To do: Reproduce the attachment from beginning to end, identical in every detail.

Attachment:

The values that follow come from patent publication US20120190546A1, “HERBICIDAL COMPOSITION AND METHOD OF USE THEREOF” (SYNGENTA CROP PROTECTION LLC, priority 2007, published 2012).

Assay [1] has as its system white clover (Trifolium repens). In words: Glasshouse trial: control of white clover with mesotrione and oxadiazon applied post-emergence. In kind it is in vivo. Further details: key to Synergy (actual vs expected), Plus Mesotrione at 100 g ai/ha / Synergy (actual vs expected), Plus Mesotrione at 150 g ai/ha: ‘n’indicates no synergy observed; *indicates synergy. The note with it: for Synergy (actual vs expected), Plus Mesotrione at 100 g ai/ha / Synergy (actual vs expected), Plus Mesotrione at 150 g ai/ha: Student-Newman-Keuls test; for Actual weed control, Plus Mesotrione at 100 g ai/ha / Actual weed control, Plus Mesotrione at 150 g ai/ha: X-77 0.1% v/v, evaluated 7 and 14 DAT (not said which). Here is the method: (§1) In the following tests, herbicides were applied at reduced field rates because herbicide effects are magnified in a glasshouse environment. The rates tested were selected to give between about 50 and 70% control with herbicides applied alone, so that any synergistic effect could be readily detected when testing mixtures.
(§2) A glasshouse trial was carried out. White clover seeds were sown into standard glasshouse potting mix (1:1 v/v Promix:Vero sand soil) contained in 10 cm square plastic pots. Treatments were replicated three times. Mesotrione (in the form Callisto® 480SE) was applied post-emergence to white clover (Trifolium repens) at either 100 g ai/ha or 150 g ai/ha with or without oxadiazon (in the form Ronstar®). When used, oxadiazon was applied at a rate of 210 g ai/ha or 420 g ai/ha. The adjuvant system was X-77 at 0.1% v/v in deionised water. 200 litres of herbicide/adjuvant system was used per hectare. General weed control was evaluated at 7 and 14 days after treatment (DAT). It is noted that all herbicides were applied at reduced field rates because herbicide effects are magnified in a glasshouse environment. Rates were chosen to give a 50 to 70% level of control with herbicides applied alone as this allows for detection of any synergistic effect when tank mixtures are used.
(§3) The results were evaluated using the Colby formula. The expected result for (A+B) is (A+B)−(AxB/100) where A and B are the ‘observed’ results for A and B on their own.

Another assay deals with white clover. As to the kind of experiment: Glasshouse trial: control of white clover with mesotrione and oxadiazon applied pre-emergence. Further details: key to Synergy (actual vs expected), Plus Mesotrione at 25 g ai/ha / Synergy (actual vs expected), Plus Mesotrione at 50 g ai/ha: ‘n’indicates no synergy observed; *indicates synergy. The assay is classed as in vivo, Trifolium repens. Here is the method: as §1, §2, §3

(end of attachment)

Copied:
The values that follow come from patent publication US20120190546A1, “HERBICIDAL COMPOSITION AND METHOD OF USE THEREOF” (SYNGENTA CROP PROTECTION LLC, priority 2007, published 2012).

Assay [1] has as its system white clover (Trifolium repens). In words: Glasshouse trial: control of white clover with mesotrione and oxadiazon applied post-emergence. In kind it is in vivo. Further details: key to Synergy (actual vs expected), Plus Mesotrione at 100 g ai/ha / Synergy (actual vs expected), Plus Mesotrione at 150 g ai/ha: ‘n’indicates no synergy observed; *indicates synergy. The note with it: for Synergy (actual vs expected), Plus Mesotrione at 100 g ai/ha / Synergy (actual vs expected), Plus Mesotrione at 150 g ai/ha: Student-Newman-Keuls test; for Actual weed control, Plus Mesotrione at 100 g ai/ha / Actual weed control, Plus Mesotrione at 150 g ai/ha: X-77 0.1% v/v, evaluated 7 and 14 DAT (not said which). Here is the method: (§1) In the following tests, herbicides were applied at reduced field rates because herbicide effects are magnified in a glasshouse environment. The rates tested were selected to give between about 50 and 70% control with herbicides applied alone, so that any synergistic effect could be readily detected when testing mixtures.
(§2) A glasshouse trial was carried out. White clover seeds were sown into standard glasshouse potting mix (1:1 v/v Promix:Vero sand soil) contained in 10 cm square plastic pots. Treatments were replicated three times. Mesotrione (in the form Callisto® 480SE) was applied post-emergence to white clover (Trifolium repens) at either 100 g ai/ha or 150 g ai/ha with or without oxadiazon (in the form Ronstar®). When used, oxadiazon was applied at a rate of 210 g ai/ha or 420 g ai/ha. The adjuvant system was X-77 at 0.1% v/v in deionised water. 200 litres of herbicide/adjuvant system was used per hectare. General weed control was evaluated at 7 and 14 days after treatment (DAT). It is noted that all herbicides were applied at reduced field rates because herbicide effects are magnified in a glasshouse environment. Rates were chosen to give a 50 to 70% level of control with herbicides applied alone as this allows for detection of any synergistic effect when tank mixtures are used.
(§3) The results were evaluated using the Colby formula. The expected result for (A+B) is (A+B)−(AxB/100) where A and B are the ‘observed’ results for A and B on their own.

Another assay deals with white clover. As to the kind of experiment: Glasshouse trial: control of white clover with mesotrione and oxadiazon applied pre-emergence. Further details: key to Synergy (actual vs expected), Plus Mesotrione at 25 g ai/ha / Synergy (actual vs expected), Plus Mesotrione at 50 g ai/ha: ‘n’indicates no synergy observed; *indicates synergy. The assay is classed as in vivo, Trifolium repens. Here is the method: as §1, §2, §3